Tech

Apple Removes New Anti-Hacking Diagnostic App Over Claims Of Privacy Concerns

By Atarah Haely , May 17, 2016 04:00 AM EDT
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Apple has recently pulled out a newly released app from its App Store. The said diagnostic application would have alerted an iPhone user if their device has been hacked or jailbroken.

The "System and Security Info" application by Stefan Esser, founder of German firm SektionEins, has been removed from the Apple App Store several days after its release. Esser's diagnostic app's main function was to provide the iPhone owner important details about the device. These details include core information such as CPU, memory and disk usage, as stated in a report posted on CNET.

The said app can also provide a list of the processes that are currently running on an iPhone. Most importantly, Esser's System and Security Info application would have given a notification if the device has been hacked or jailbroken, including alerts for malware threats.

SektionEins' founder Esser made the revelation in a series of Twitter messages posted on Sunday, May 15, according to the same report. He also shared a screenshot of the details why Apple has pulled out the said app. Apple claimed that the app provided "potentially inaccurate and misleading diagnostic functionality for iOS devices."

Apple stated that there is no current "publicly available infrastructure to support iOS diagnostic analysis." Esser also shared Apple's claims that listing down the processes currently running on an iPhone is "considered a privacy violation," as stated in the report.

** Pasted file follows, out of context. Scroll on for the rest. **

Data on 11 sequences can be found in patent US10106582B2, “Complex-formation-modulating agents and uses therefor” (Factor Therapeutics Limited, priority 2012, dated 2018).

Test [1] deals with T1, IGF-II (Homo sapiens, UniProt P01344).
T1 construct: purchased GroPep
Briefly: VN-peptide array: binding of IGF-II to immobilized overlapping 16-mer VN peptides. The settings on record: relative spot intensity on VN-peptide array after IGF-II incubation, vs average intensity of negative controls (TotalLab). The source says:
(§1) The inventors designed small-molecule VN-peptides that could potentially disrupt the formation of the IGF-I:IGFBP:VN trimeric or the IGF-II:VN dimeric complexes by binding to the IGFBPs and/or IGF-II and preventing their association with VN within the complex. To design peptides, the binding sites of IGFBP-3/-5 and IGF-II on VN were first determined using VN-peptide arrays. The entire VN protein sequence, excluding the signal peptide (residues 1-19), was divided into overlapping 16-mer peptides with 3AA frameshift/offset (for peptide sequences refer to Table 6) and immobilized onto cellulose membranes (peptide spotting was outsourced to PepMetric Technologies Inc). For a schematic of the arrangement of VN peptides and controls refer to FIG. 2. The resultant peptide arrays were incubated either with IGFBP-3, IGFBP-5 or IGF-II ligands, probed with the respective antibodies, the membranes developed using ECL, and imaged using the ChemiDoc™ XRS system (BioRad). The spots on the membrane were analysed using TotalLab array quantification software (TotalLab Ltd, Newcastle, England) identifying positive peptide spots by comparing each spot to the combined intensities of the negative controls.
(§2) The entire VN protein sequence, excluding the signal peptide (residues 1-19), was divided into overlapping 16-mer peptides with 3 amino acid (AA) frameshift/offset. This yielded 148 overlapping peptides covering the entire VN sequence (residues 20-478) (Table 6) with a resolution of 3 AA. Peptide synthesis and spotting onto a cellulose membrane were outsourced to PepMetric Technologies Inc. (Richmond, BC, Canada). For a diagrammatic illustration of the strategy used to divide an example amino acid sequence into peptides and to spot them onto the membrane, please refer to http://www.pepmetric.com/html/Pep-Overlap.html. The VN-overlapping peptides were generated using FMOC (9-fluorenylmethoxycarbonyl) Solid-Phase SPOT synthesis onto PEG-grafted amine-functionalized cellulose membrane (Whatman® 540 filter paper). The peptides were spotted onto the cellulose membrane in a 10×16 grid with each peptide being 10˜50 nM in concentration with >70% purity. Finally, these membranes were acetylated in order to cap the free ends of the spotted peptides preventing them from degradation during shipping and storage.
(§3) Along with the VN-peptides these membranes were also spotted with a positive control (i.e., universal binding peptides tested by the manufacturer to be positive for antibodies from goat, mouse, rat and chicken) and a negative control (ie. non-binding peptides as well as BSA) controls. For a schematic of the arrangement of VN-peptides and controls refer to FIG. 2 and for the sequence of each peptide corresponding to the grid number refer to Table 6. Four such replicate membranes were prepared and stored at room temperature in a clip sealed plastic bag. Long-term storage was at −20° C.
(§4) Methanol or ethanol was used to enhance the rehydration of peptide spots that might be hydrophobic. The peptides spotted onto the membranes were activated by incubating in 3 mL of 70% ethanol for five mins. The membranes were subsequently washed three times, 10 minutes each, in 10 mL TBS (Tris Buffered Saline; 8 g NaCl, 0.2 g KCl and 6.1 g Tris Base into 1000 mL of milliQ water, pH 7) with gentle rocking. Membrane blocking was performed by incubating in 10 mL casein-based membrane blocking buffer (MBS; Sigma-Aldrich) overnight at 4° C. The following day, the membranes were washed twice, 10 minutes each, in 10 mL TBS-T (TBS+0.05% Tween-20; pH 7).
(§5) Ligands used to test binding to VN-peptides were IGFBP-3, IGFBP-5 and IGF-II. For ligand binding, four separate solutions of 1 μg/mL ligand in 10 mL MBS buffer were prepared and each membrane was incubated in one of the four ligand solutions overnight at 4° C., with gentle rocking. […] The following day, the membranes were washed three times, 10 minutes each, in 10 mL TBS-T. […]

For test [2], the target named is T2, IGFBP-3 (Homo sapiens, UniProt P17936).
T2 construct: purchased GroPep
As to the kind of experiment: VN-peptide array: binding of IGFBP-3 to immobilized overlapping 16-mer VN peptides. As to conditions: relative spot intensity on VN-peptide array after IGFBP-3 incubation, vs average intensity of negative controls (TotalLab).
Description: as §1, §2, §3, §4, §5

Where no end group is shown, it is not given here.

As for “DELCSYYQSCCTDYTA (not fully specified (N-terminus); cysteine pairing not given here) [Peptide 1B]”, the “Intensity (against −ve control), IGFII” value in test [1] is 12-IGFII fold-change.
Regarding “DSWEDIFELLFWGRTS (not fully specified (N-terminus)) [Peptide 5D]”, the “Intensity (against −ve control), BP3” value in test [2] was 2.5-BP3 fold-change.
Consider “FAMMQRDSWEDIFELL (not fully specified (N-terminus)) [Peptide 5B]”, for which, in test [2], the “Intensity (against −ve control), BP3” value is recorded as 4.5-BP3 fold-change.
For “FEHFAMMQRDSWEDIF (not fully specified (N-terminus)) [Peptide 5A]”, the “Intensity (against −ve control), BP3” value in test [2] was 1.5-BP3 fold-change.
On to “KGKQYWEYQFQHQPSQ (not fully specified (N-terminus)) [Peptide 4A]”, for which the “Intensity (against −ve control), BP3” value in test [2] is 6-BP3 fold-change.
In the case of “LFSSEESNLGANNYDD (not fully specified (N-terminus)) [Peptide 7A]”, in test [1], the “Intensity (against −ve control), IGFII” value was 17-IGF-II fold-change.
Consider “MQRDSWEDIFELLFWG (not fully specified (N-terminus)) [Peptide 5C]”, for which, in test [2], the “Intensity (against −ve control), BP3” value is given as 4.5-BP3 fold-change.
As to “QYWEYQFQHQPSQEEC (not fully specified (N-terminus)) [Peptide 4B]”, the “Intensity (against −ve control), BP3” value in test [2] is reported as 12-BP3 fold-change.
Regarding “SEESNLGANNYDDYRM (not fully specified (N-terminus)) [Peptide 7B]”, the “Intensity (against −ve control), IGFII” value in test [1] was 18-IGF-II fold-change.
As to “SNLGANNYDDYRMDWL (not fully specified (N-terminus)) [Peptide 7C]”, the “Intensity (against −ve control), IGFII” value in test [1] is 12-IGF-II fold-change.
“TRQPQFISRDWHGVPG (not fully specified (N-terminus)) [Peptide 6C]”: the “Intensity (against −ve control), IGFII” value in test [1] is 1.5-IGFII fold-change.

Esser also commented on the said social media site that Apple pulled out his diagnostics app because it "put a dent in 'unbreakable iOS.'" He even questioned why his app was the only one removed from the Apple App Store and not similar jailbreak status applications.

In an interview with Forbes, the SeiktionEins' founder commented that it was unclear why Apple decided to remove the app. However, he came up with plausible reasons why the tech company made the move. He stated that some of the functionality of his app may have highlighted issues that Apple's iOS 9.3.2 version "cannot fix."

Esser explained that Apple may have found themselves "too late" in releasing the needed patch to address the said issues. "So leaving our app in the store would make it very visible that they might not intend to fix the problems before iOS 10 which comes out in months," he added.

Meanwhile, Apple has yet to comment on Esser's claims.

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